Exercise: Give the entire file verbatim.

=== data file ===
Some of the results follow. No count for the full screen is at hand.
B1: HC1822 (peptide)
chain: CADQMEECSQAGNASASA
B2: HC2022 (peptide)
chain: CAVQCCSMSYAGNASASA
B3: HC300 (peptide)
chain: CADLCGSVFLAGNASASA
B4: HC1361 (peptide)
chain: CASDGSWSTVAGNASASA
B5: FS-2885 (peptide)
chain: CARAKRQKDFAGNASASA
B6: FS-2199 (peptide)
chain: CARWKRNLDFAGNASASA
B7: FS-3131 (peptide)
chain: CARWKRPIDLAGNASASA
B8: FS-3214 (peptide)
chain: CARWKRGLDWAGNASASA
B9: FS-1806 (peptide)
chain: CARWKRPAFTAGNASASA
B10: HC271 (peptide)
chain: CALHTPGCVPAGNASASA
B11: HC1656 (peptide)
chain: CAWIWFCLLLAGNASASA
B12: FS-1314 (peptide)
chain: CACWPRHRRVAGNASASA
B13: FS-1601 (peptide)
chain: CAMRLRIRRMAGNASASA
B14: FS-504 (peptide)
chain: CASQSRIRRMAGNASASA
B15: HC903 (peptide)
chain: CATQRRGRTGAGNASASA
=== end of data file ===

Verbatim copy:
Some of the results follow. No count for the full screen is at hand.
B1: HC1822 (peptide)
chain: CADQMEECSQAGNASASA
B2: HC2022 (peptide)
chain: CAVQCCSMSYAGNASASA
B3: HC300 (peptide)
chain: CADLCGSVFLAGNASASA
B4: HC1361 (peptide)
chain: CASDGSWSTVAGNASASA
B5: FS-2885 (peptide)
chain: CARAKRQKDFAGNASASA
B6: FS-2199 (peptide)
chain: CARWKRNLDFAGNASASA
B7: FS-3131 (peptide)
chain: CARWKRPIDLAGNASASA
B8: FS-3214 (peptide)
chain: CARWKRGLDWAGNASASA
B9: FS-1806 (peptide)
chain: CARWKRPAFTAGNASASA
B10: HC271 (peptide)
chain: CALHTPGCVPAGNASASA
B11: HC1656 (peptide)
chain: CAWIWFCLLLAGNASASA
B12: FS-1314 (peptide)
chain: CACWPRHRRVAGNASASA
B13: FS-1601 (peptide)
chain: CAMRLRIRRMAGNASASA
B14: FS-504 (peptide)
chain: CASQSRIRRMAGNASASA
B15: HC903 (peptide)
chain: CATQRRGRTGAGNASASA